American Friends of Balochistan's Weisner appeals to Oman and UAE to help Balochistan

American Friends of Balochistan's Weisner appeals to Oman and UAE to help Balochistan An American woman who has been a fighter for the rights of the voiceless people all her life has written to the governments of Oman and United Arab Emirates to step in to keep Gwadar in Baloch hands and help with creation of a sovereign Balochistan for their own long-term national interests. Jane Eastwood Weisner, American political activist and General Secretary of the American Friends of Balochistan, in her letter to Hunaina bint Sultan Al Mughairy and Yousef Al Otaiba, ambassadors of Oman and the UAE in Washington DC, said her support for independence of Balochistan is also in Oman’s and UAE’s interests. “I see this cause as imperative to the security of America and your countries, United Arab Emirates and Oman. Pakistan's occupation of Balochistan has put the strategic Gwadar port in the precarious situation of possible terrorist control?" Weisner's letter to the governm

China's caution about loosening cross-border capital flows

China's caution about loosening cross-border capital flows Fear of financial instability will continue to slow the liberalization of the capital account By  Max J. Zenglein  and  Maximilian K√§rnfelt Download as PDF 1.14 MB Main findings and conclusions China is adjusting its management of cross-border capital flows in response to changing economic conditions . Increasing capital outflows and a shrinking current account surplus have spurred Beijing to adjust the ways in which capital can move in and out of the country. It has opened new investment channels for institutional investors and more sectors of the economy to investment by foreign companies. China will continue to closely manage its capital account to prevent financial crises . Despite moves towards integration with the global financial system, China’s leadership has no interest in complete liberalization, which it considers incompatible with the country’s economic system. In its view, rising debts and risks to financ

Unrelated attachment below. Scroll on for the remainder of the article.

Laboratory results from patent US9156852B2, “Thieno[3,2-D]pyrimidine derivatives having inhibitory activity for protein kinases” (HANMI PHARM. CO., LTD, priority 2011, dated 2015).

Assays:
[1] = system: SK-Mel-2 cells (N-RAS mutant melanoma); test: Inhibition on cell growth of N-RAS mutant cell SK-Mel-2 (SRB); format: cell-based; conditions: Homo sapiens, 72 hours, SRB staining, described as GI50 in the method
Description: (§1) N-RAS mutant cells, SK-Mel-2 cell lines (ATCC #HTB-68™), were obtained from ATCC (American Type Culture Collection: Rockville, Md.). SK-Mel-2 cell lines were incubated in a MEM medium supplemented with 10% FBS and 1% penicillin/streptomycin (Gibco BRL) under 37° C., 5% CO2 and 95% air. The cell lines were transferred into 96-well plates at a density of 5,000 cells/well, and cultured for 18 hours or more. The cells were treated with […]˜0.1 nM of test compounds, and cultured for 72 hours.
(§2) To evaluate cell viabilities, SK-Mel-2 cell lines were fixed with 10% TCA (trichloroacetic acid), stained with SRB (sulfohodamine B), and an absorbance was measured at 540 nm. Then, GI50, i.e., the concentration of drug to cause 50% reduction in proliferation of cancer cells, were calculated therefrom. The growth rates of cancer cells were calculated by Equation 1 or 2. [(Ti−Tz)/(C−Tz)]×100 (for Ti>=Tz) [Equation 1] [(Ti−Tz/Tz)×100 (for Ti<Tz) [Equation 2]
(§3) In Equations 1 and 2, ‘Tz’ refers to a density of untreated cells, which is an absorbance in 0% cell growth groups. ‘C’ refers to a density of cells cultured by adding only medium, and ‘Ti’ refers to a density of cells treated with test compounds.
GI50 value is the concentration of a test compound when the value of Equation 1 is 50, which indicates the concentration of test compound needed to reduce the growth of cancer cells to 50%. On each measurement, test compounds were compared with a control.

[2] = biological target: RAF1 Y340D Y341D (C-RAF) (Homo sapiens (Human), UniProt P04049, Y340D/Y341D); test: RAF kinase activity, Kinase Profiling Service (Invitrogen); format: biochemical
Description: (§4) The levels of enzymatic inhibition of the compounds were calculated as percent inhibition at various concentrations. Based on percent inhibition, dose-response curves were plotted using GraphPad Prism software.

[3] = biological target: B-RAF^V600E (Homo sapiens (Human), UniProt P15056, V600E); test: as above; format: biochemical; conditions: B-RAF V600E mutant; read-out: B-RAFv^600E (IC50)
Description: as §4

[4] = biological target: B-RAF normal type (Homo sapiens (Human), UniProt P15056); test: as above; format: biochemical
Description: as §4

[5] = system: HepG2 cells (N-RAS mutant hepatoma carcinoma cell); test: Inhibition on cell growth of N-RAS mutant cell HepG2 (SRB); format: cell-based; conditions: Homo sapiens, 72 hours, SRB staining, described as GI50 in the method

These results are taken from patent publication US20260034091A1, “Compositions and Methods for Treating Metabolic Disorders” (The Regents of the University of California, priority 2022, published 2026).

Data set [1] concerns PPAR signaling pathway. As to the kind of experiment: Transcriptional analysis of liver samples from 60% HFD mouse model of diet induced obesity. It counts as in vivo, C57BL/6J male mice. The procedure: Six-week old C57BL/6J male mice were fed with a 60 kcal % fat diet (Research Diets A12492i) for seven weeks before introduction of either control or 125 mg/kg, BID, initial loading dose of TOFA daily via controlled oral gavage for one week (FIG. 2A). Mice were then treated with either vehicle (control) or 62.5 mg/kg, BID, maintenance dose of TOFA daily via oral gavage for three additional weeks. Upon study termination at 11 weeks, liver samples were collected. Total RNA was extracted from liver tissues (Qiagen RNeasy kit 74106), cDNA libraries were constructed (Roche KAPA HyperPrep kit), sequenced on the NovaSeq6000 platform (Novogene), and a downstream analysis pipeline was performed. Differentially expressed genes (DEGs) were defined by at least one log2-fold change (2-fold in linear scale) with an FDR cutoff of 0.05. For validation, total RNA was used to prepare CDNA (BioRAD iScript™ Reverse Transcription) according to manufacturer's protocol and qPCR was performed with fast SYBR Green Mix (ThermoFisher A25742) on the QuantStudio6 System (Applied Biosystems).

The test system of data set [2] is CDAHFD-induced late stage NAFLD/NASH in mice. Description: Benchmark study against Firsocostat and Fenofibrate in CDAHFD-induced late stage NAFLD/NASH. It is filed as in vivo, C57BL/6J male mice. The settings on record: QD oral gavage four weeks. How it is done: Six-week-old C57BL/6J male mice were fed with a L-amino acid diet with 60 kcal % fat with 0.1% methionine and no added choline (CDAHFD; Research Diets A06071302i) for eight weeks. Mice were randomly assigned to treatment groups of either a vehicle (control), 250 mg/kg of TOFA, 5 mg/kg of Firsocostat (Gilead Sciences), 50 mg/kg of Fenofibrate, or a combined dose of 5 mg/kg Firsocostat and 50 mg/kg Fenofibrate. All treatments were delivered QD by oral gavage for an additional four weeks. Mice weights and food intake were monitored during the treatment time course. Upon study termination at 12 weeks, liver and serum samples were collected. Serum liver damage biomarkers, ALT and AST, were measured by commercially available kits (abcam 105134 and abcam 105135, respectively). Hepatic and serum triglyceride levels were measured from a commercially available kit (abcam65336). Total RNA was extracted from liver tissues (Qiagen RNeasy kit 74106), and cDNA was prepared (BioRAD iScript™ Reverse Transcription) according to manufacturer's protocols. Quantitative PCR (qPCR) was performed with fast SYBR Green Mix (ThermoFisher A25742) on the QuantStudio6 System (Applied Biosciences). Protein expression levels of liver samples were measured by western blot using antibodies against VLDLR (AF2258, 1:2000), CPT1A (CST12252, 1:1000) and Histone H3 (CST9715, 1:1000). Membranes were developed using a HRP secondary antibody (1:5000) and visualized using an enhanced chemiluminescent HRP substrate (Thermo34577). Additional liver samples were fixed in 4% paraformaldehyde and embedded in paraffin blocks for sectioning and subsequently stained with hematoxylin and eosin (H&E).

AXIOS FUTURE Steve LeVine 1 big thing: The U.S. cyber offensive Illustration: Rebecca Zisser/Axios   After years of bitter complaints about cyberattacks from foreign adversaries, a new report describes an aggressive U.S. cyber plan against Russia, a show of long-understood American prowess on the leading edge of warfare. What’s happening : Experts tell Axios that the leak, published Sunday in the New York Times, may intend to signal the damage that Russia could suffer in its confrontation with the U.S. But the disclosure also risks exacerbating already-fraught relations. The big picture : Over the last half-dozen years, the U.S. has been on the receiving end of some of the most damaging hacks in history, climaxing with Russia's interference in the 2016 presidential election. But now, in a high-profile story,  the U.S., under tremendous military, economic and diplomatic pressure globally amid the multi-front brinkmanship of the Trump administration, has been depicted as a for

Evading Trump: How Iran circumvents sanctions

08/11/2018 Evading Trump: How Iran circumvents sanctions Iran experts have been taken aback at the rapidity with which new rounds of sanctions have impacted the Iranian economy, even before major oil and financial sanctions kick in from 4 November. Within a month of 7 August sanctions taking effect (outlawing dollar purchases, precious metals, and trade in certain industrial materials), the riyal plunged by 60 percent. With oil accounting for around 70% of Iran’s exports and 80% of tax revenue, recorded exports fell by around 900,000bpd, from around 2.5mbpd in April. However, as we shall see below, a significant proportion of this shortfall is already being offset by off-the-books exports. Following the money:  This is my Middle East-focused blog series focusing on my areas of specialisation: Money laundering, financial crime, sanctions evasion and funding for terrorist and militant groups.  Barry Marston, Senior Consultant, Aperio Intelligence (Article published in the 31 Octobe